Malaysia: Lure of the much prized sea cucumber

MOHD FARHAAN SHAH The Star 4 Aug 17;

KOTA TINGGI: A huge mothership sits in international waters while dozens of smaller boats crewed by Vietnamese fishermen, some armed with guns, encroach on Malaysian territory in search of a prize catch – sea cucumbers, which are abundant in the waters off eastern Johor.

Roaming nearly 1,400km from home and at sea for up to two months, including the time spent fishing off Sedili here, the fishermen are guided by state-of-the-art navigation systems.

When their holds are full, they return to the waiting mothership to fill its freezers and cold rooms with sea cucumbers and fish.

At the end of their “tour” the whole fleet returns to Vietnam with tonnes of delicacies that are worth millions, especially in China.

The growing issue of encroachment is causing serious problems for local fishermen, who are intimidated by their bigger vessels and weapons.

The raiders also use pukat harimau trawler nets, which cause massive environmental destruction as they scrape along the seabed and damage corals.

The local market for fish has been affected, with prices rising by more than 50% on average since last year.

Ikan kembung (mackerel), which used to cost about RM6 per kg, has shot up to between RM10 and RM12.

Malaysian Maritime Enforcement Agency (MMEA) southern region director First Admiral Adon Shalan said these boats were now a problem as their skippers knew the loopholes to stay out of trouble.

“Every time they see our patrol boats, they immediately head to international waters to avoid being caught,” he said.

However, he added, MMEA had some success in detaining Vietna­mese fishing vessels and their crew in the past few months.

MMEA had also stepped up its operations against encroaching foreign fishing vessels but Adm Adon believed that the syndicate to which they belonged had local informers spying for them.

“Each time we managed to locate the vessels and deployed assets to catch them, they would immediately leave for international waters,” he said.

“We do not have the jurisdiction to catch them as they are in international waters.

“And even when we do catch them, their syndicate has pockets deep enough to appoint lawyers for them,” he said, adding that the fishermen were also able to pay the fines imposed.

He added that MMEA had gathered information that some of these crews had parang and firearms on board.

“We hope the new Abu Bakar Maritime Base at Middle Rock will help us monitor and act against illegal activities in Johor waters,” he said.

A source said MMEA has advised the fishing community on the eastern side of Johor not to engage the Vietnamese vessels in any way for their own safety.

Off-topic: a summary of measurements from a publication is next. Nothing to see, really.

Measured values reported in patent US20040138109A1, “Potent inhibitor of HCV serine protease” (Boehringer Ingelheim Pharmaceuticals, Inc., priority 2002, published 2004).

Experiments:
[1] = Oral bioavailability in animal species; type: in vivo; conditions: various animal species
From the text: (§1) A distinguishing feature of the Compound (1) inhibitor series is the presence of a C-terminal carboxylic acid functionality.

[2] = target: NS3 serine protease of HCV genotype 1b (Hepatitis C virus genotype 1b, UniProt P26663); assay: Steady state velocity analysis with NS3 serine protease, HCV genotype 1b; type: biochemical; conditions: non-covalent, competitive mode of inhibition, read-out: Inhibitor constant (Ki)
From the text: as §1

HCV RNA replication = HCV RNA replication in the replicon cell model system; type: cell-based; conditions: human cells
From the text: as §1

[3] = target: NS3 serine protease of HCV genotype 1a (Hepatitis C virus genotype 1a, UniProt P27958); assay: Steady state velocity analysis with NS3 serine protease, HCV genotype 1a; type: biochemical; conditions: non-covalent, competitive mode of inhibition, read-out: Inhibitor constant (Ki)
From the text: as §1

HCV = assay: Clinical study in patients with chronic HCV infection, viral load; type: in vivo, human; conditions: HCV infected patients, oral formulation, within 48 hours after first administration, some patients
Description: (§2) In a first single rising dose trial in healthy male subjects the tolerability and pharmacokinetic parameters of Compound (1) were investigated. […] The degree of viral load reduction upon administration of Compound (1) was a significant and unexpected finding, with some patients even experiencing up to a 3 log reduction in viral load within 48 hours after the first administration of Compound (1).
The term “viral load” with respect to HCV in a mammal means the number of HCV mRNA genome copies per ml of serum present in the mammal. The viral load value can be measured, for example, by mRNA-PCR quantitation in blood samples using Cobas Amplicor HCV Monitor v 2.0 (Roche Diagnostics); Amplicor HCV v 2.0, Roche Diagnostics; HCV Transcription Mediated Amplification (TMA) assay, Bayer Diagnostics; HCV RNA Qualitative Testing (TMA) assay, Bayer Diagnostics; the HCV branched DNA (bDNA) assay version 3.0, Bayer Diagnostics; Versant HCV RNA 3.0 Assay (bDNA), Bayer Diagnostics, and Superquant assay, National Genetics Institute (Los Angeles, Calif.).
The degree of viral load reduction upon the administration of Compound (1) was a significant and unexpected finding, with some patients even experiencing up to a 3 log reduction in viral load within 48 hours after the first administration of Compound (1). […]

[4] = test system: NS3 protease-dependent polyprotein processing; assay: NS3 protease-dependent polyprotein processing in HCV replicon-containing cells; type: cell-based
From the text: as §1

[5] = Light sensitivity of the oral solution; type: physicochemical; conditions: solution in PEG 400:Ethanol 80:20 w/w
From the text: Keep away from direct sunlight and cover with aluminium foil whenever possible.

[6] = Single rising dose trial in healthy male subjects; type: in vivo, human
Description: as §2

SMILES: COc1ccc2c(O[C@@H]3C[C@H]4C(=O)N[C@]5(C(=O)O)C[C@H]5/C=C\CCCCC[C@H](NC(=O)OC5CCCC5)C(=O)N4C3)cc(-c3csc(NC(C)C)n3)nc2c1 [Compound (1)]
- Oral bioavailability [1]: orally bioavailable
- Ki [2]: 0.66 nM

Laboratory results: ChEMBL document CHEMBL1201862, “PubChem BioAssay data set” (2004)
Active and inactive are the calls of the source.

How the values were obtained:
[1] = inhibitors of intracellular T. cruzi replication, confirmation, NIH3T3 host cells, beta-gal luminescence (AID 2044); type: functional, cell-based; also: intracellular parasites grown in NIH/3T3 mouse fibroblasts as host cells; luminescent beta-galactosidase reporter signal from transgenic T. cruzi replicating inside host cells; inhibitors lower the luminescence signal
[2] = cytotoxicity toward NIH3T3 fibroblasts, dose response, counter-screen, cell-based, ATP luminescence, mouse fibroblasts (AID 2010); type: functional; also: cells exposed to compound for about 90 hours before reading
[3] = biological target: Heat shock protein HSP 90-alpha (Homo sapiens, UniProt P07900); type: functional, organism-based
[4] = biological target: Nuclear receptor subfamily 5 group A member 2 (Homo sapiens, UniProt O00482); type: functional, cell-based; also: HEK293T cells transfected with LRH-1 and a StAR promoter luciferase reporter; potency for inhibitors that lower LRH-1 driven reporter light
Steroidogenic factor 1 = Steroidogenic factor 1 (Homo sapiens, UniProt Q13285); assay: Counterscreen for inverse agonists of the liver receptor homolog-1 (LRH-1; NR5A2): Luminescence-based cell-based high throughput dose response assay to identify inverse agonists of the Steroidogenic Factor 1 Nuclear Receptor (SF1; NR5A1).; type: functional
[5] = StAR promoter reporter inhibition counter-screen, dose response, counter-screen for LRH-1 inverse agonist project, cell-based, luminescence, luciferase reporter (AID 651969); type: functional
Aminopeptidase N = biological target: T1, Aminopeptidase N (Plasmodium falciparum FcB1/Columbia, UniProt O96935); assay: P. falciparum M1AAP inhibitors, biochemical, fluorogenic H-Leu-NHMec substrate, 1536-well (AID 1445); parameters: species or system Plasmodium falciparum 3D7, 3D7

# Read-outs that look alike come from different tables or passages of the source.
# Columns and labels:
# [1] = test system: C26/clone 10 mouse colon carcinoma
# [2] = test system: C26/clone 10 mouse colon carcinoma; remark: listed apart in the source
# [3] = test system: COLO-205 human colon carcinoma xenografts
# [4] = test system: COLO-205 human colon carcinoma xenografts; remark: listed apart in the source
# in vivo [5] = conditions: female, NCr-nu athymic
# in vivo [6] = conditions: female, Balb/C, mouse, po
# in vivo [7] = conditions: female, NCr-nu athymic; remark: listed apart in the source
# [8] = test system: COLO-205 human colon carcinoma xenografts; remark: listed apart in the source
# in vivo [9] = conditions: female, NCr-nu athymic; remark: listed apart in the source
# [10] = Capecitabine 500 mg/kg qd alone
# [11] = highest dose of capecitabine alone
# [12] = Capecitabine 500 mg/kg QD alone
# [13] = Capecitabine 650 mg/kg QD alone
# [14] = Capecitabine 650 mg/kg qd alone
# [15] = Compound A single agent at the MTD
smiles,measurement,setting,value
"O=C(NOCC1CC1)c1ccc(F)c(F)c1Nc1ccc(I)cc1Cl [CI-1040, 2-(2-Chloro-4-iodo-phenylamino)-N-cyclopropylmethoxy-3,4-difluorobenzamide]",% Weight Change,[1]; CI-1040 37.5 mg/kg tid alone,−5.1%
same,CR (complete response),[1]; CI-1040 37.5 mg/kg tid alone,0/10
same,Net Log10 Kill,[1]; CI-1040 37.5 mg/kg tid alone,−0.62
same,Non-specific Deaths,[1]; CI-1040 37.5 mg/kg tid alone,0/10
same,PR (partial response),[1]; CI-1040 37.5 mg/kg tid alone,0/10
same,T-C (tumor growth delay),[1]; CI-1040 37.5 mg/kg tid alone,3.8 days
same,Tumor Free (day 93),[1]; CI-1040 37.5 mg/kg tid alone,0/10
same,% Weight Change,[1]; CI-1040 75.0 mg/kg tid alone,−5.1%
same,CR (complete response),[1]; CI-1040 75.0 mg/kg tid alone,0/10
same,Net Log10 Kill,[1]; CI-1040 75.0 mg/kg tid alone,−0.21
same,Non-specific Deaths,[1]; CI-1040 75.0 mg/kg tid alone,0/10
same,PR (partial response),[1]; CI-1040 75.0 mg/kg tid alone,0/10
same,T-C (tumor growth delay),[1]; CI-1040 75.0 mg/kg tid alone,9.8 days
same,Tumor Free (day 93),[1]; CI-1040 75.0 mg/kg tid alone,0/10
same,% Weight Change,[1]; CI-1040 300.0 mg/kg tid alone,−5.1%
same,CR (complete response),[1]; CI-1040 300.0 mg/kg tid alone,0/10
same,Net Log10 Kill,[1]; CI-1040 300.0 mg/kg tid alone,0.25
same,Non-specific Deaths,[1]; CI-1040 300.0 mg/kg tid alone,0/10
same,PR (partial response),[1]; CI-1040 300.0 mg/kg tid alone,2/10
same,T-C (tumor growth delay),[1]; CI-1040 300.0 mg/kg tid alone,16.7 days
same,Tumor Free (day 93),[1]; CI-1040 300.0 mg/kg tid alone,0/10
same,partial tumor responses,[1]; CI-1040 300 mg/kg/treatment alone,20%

On May 23, the Johor Fisheries Department detained 22 Vietnamese fishermen, aged between 19 and 45, and seized RM5mil worth of sea cucumbers from three boats.

The source said serious government action is needed because fines alone did not deter the offenders.

“We need to seize their boats and jail them for committing economic sabotage,” the source said.

An expensive and exotic delicacy
GAN PEI LING The Star 4 Aug 17;

PETALING JAYA: Imported dried sea cucumbers, a luxurious delicacy during Chinese New Year reunion dinners, can fetch up to RM3,200 per kg at traditional medicine stores.

Depending on their size and origin, the dried sea cucumbers, or hai shen in Mandarin, cost between RM760 and RM3,200 per kg at stores in SS2 here.

The cheapest is the finger-sized South African tu shen while the most expensive is the arm-sized Australian tu shen.

Hai shen from Australia is considered the best among Malaysians but those looking for cheaper choices opt for alternatives from other countries, said a shopkeeper who declined to be named.

Larger forms of South African tu shen sell from RM1,555 to RM2,300 per kg, compared to different sizes of the Australian variety that start at RM1,600 per kg.

Retiree Irene Lim, 72, said she buys 1kg of dried sea cucumber a year for her family of five.

“I cook it once every three or four months, during special occasions like Chinese New Year and ancestors’ prayers,” she said.

Her favourite types are imported from Australia and Papua New Guinea.

She buys these from wholesalers for RM800 to RM1,200 per kg.

Five years ago, she used to buy them for RM600 to RM700 per kg.

She said the Chinese believe dried sea cucumber can cure arthritis.

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